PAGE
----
Invisible dresses? Oh, knickers!

With the turn for the century, fashions began to change from the tight-laced bodiced dresses to a softer, flimsy and floating style, often made from lightweight fabrics. Presumably it was this change of style that required women to preserve their modesty, so, on that note we’re delighted to welcome a new guest to our blog, Sarah Waldock,  who describes herself as ‘a Regency romance author with a morbid interest in drains and underwear’.

Fashionable Furbeloes, 1801

The post has come about following conversations we’ve had with Sarah Waldock, about one of our previous articles regarding whether Georgian women wore knickers or not! So we’ll hand over to her to tell you more.

The Fashions of the Day – or Time Past and Time Present: The Year (1740) a Lady's Full Dress of Bombazeen – The Year (1808) Lady's Undress of Bum-be-seen
The Fashions of the Day – or Time Past and Time Present: The Year (1740) a Lady’s Full Dress of Bombazeen – The Year (1808) Lady’s Undress of Bum-be-seen; Met Museum

This goes back to an assertion I made that yes, there were drawers worn by ladies in the Regency period as I had seen ads for them. Only when I uncovered the following ad, two words – invisible dresses – leaped out at me.

Radford’s Hosiery, 52 Cheapside

All manner of hosiery, gloves, flannels, drawers, ladies’ invisible dresses….

So going a bit further, I found

Mrs. Morris, once Mrs. Robertshaw, invisible dresses, petticoats, drawers and waist coats of real Spanish lamb’s wool, Welch Flannel Warehouse, 100 Oxford Street.

Plainly Mrs. Morris is a cut above Mr. Radford, being in Oxford Street where you pay three guineas a lungful to breathe [not that Cheapside was especially cheap; the name comes from the same source as Chapman, a peddler, from OE for goods for sale].

Digging around, I initially discover Mr. Radford advertising as far back as the 1st of January 1806 both the ‘Newly invented’ invisible petticoat and drawers, which is the earliest mention of drawers I had yet to find – at that point.

And then a bit of luck.

An unnamed seller advertises on Tuesday 17th September 1811;

New-invented invisible dresses [I hear you say, hang on, Radford and Morris had them in 1810; it’s the way of making them which is new invented] all in one, of a superior style for ladies and children … for ready money only, at no. 16 Poultry.

 

Fashion plate from Ackermann's Repository of Arts.
Fashion plate from Ackermann’s Repository of Arts.

All in one, which is interesting; it suggests that invisible petticoats and waists have been combined.   And in the same year, 21 December, 1811, Mr. Radford is back with his own take on this:

 New-invented Brunswick invisible dresses that are such a preventative against colds and are patronised by the Royal Family.

There are also ads from him advertising them for ladies and children, reinforcing the idea that these are practical garments, no mere modesty pieces. These garments are for warmth to prevent the silly and fashionable chits in muslins from dying of pneumonia at winter balls.

A hint to the ladies, or, a visit from Dr Flannel. "Mrs Jenny said your Ladyship complain'd of being cold about the loins... so I have just stept in with a warm flannel petticoat." © The Trustees of the British Museum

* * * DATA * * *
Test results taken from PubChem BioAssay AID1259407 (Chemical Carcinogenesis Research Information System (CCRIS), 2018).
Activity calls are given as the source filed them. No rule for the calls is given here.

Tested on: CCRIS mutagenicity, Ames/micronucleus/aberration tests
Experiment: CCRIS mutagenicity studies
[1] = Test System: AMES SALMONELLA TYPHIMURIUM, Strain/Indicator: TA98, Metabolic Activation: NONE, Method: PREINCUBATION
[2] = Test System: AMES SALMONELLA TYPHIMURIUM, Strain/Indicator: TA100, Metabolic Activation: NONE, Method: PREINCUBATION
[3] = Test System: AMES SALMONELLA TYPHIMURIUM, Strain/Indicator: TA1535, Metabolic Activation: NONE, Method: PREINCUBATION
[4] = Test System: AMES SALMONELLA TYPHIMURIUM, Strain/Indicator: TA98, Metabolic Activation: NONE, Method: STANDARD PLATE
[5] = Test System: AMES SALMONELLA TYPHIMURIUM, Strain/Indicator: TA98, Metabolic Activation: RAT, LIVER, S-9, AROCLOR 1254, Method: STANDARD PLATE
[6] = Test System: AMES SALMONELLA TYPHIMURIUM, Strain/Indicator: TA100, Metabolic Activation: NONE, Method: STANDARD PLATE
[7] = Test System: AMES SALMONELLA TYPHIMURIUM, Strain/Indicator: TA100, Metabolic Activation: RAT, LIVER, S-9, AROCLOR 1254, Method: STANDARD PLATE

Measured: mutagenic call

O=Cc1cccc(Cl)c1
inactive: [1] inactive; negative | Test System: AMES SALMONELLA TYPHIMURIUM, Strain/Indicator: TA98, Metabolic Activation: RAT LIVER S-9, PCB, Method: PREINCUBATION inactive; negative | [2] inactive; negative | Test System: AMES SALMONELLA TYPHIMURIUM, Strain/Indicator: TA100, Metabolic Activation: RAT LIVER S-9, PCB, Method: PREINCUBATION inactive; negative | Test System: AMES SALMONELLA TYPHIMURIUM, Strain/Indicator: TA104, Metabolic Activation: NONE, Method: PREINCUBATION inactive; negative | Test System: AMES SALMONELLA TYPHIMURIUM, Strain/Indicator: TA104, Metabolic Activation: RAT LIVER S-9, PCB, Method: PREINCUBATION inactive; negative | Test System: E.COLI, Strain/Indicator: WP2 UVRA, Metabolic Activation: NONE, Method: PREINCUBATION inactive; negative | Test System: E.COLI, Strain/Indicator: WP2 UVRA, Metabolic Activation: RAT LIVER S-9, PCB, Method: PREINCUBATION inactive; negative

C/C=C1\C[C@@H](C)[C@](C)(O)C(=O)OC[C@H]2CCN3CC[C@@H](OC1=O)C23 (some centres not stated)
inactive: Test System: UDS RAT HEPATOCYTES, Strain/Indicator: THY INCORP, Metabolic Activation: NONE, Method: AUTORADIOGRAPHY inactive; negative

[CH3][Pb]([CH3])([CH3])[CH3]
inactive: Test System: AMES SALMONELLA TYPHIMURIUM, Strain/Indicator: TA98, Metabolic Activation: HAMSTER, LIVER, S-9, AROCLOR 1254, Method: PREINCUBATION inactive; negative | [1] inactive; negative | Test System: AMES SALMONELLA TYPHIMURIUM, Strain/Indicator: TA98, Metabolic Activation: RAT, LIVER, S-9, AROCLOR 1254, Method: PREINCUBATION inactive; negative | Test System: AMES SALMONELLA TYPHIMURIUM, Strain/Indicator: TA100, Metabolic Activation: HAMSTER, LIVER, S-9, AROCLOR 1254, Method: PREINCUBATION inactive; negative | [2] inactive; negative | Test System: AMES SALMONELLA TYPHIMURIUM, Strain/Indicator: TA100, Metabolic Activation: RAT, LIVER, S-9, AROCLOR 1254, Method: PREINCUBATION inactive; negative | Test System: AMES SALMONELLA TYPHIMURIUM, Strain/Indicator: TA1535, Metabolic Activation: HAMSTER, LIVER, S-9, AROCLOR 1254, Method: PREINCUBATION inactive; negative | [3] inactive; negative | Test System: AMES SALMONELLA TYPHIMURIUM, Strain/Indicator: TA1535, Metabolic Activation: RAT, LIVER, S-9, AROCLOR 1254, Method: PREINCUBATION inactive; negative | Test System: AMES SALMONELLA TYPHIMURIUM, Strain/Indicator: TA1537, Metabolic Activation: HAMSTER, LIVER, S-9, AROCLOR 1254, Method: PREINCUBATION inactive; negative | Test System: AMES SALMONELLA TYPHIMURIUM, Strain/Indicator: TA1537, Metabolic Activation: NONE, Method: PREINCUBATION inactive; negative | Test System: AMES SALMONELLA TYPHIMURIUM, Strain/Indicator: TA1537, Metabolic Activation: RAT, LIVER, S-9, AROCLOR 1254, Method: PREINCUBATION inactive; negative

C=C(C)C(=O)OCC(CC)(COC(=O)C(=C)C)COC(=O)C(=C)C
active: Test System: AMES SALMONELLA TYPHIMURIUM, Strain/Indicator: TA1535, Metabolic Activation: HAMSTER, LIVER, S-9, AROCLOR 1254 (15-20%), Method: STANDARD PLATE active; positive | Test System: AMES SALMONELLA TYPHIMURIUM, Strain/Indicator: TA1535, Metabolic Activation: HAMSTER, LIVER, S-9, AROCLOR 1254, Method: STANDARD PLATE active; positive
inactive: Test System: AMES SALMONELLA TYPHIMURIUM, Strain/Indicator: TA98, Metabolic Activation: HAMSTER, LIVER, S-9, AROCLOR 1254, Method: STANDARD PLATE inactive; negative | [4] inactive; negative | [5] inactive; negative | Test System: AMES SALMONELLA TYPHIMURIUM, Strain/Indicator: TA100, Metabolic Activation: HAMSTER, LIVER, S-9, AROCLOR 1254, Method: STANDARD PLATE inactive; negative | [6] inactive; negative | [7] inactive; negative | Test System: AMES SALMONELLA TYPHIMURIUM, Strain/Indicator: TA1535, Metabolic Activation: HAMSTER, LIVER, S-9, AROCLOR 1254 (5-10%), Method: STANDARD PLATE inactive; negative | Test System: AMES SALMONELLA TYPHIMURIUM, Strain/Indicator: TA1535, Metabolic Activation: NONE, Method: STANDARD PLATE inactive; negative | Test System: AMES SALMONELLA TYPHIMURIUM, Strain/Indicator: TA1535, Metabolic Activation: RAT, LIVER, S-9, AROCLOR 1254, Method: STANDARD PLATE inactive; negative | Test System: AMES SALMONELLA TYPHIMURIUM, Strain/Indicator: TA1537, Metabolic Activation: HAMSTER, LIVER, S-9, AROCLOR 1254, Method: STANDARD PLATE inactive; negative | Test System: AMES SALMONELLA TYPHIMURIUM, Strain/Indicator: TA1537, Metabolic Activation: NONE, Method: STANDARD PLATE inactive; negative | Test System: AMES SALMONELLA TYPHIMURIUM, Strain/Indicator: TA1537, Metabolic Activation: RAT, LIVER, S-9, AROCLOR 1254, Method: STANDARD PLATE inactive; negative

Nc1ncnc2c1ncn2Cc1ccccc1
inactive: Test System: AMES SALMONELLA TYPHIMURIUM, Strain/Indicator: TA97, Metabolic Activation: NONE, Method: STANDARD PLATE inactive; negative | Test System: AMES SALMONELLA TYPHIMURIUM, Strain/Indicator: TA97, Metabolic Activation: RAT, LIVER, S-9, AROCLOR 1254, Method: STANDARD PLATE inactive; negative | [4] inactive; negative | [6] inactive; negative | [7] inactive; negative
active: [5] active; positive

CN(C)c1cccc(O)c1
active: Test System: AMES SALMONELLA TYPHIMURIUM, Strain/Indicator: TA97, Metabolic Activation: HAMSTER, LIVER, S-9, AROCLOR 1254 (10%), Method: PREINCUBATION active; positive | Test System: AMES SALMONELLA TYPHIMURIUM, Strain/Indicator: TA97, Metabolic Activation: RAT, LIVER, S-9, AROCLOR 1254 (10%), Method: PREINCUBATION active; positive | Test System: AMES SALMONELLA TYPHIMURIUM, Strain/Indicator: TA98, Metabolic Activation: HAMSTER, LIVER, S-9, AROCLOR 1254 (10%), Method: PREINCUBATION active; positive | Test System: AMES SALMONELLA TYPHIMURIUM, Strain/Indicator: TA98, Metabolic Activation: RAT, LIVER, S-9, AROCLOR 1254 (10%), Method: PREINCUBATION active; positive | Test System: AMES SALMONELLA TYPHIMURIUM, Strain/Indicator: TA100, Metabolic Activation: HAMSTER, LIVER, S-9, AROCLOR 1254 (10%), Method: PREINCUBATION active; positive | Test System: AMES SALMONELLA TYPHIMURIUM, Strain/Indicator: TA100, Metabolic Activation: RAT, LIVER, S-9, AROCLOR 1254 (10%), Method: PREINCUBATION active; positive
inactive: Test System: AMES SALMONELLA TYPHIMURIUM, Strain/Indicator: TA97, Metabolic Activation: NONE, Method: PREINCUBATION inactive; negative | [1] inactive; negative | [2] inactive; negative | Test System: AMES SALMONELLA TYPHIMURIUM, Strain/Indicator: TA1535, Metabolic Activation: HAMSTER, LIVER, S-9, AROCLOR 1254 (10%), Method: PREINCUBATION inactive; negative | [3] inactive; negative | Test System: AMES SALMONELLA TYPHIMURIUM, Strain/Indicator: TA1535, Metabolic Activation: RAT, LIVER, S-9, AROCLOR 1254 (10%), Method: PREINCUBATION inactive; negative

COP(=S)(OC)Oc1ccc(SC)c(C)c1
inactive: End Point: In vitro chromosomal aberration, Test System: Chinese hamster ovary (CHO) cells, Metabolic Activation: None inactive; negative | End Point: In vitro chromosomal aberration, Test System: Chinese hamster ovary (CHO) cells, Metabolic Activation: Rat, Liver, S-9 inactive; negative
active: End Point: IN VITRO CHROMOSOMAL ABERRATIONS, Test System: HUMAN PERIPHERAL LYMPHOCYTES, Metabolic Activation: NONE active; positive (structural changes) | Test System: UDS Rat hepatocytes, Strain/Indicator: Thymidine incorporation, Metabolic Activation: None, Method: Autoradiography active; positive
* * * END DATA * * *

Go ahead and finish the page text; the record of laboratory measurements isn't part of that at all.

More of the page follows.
A hint to the ladies, or, a visit from Dr Flannel. “Mrs Jenny said your Ladyship complain’d of being cold about the loins… so I have just stept in with a warm flannel petticoat.” © The Trustees of the British Museum

I then looked up ‘Brunswick’ in the ‘Fairchild Dictionary of Textiles’. It gave me:

“A twilled wool and cotton fabric similar to cassimere”[Cassimere was a soft woollen twill cloth invented in Bradford and often combined with cotton, silk or mohair].

Petticoat dating from the very early 19th Century which would have been worn under a sleeved, trained dress and over a loose knee length chemise and a corset which covered the exposed bust area.
Petticoat dating from the very early 19th Century which would have been worn under a sleeved, trained dress and over a loose knee length chemise and a corset which covered the exposed bust area. John Bright Collection.

Now, Mr. Radford was also advertising cotton invisible petticoats in June and July of 1806, so maybe they were there as modesty pieces as well.  I don’t have any more on that, nor on whether they were stockinet flesh coloured garments, like the drawers mentioned by Nicky Roberts in ‘Whores in History’ [Harper Collins 1992] to be worn under the notorious dampened muslins.  It wasn’t mentioned. However I am seeing, I hope not spuriously, a connection between drawers and invisible gowns, which is an impression strengthened by a few more ads.

And this one from Mrs. Robertshaw [before she was Mrs. Morris] is the winner.

30th September 1806

SPANISH LAMBSWOOL INVISIBLE PETTICOATS

Mrs. Robertshaw begs leave to inform those ladies that found their invisible petticoats shrunk last winter that she has a kind so much improved that she will warrant them never to shrink even in the commonest wash, at the same time will be found equally as soft, pliant and warm. Everybody that has tried them allows them to be a much pleasanter article than ever before invented, being so very elastic[a word merely meaning at the time having some stretch or give] and of so beautiful a white, and, like all these comforts will add quite as little to size as her patent lambs’ wool so much approved of last winter.  Likewise invisibles and stays all in one; well adapted to ladies that are confined; also under waist coats and drawers of the same description.